Madam Speaker, it is an honour to speak to this very critical issue at this time in our history as a country and at this time in our relationship with the aboriginal nations of this land.
First I would like to state that in its intentions Bill C-19, from my perspective, is inappropriate at this time because the relationship between the Crown and our government and the aboriginal nations is not set. We are approaching the end of the indigenous decade. It is coming to a close next year. Ten years were set aside by the United Nations to review indigenous issues throughout the world. Within that 10 years, our country has experienced a lot of reflection. A big part of that reflection was the Royal Commission on Aboriginal Peoples. Within that reflection, I want to focus on that definition of first nations.
Bill C-19 proposes in the definition that in Canada “first nation” has the same meaning as “band” in the Indian Act. I would like to tell Canadians and this Parliament that the first nations of Canada are not band councils. The first nations of Canada are the original nations of Canada. There is terminology in the Cree language.
[Editor's Note: Member spoke in Cree]
What I said in Cree was that if I speak in Cree and define myself as nehiyaw , I know who I am in my language. I belong to a group of people who come from the nehiyaw nation. That is the Cree nation as it is defined in the French language. The Dene Nation is another nation besides the Cree. The Mohawks are another nation. The Oneida, the Tuscarora, the Seneca, the Tlingit, the Haida and the Inuit are all nations. The Métis are a nation.
These nations are recognized in our Constitution and they are also recognized under the purview of our treaties, the treaties of this country engaged with these nations, and these nations have to play a role in this present day context.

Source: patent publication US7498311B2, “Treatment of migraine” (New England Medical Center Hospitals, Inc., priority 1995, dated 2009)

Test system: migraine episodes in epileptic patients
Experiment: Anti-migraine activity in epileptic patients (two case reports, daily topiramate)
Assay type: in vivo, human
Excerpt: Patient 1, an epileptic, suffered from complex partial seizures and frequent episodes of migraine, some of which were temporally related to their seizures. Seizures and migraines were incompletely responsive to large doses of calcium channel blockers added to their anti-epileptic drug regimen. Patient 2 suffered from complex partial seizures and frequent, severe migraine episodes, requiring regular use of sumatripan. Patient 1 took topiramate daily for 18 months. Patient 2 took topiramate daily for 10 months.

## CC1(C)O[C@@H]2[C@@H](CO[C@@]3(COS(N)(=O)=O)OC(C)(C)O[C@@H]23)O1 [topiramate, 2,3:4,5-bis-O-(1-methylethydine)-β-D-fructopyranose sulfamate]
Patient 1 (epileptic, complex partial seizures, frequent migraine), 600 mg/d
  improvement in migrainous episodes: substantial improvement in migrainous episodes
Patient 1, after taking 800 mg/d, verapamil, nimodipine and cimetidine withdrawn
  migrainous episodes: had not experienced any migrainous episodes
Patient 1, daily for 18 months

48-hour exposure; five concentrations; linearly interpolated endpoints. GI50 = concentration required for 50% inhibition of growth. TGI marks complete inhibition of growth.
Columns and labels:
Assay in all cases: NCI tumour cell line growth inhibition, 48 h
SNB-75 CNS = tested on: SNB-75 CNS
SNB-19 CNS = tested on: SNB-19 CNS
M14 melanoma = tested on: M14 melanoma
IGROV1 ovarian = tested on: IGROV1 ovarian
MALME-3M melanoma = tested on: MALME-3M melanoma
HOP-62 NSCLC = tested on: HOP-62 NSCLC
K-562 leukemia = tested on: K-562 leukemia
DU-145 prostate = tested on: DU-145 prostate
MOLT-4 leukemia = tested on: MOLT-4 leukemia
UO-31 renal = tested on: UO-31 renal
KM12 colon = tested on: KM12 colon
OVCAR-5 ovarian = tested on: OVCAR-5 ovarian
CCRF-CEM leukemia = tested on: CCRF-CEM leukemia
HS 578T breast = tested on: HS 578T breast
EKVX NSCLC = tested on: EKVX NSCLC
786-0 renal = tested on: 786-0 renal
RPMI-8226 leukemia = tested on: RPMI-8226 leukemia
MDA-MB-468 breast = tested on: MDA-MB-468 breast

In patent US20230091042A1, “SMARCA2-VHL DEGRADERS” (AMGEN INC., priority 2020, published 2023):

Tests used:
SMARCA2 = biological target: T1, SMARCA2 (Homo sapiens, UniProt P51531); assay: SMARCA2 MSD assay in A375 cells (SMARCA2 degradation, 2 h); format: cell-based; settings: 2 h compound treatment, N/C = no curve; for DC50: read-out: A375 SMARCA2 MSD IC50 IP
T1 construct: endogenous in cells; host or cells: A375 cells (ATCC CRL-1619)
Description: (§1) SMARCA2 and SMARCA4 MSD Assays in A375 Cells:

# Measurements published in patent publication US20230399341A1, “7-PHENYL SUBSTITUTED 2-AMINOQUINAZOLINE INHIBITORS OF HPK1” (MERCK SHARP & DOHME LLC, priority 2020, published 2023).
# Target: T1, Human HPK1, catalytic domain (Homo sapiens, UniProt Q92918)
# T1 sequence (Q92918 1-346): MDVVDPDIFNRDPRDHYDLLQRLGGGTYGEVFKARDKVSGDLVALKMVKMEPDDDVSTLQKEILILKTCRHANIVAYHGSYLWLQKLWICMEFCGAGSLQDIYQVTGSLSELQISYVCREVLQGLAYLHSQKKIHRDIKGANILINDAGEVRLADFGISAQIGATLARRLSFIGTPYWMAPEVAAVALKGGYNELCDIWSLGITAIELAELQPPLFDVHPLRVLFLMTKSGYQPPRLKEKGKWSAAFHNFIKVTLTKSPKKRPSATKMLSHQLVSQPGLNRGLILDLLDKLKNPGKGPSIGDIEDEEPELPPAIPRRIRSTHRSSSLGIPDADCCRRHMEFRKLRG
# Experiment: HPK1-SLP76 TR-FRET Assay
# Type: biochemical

Let us talk about these institutions that are being created. If our government is willing to recognize and create four commissions and these four commissions make up a total of 51 seats, 51 members will be assigned to have certain powers and responsibilities in dealing with the tax commission, the financial management board, the finance authority and the statistical institute.
I would beg members to consider this. There are up to 52 and maybe even more aboriginal nations in this country. Why can we not represent and recognize each nation and each nation's representative? Why can we not have a Cree chief, a Dene chief, a Mohawk chief, all of the councils of nations, to help govern this country? Why take our squabbles to the Supreme Court for every wrong that has been done?
Parliament was created to debate and chart a course for all Canadians to journey into the future. That vision was embodied in one of the original treaties called a Two-Row Wampum, where in the original vessel of the original nations, they can keep their languages, they can keep their spiritual beliefs and they can keep their self-governance. If financial institutions are to be created, that is in the vessel, not to be created somewhere else.
We are embarking on this with this decade of indigenous review coming to a close next year. I call on my aboriginal brothers and sisters throughout this country to gather as nations.
[Editor's Note: Member spoke in Cree]
The aboriginal nations have welcomed all the other nations and peoples of the world to live among us on this land in harmony. Let us chart that relationship so it lasts for another 1,000 years and another 1,000 years after that so our children can be proud of Canada. We are a river of nations. We all flow here but we must flow as one.
I sit here as an aboriginal person. I am Metis Cree. The first words that came out of my mouth were
[Editor's Note: Member spoke in Cree].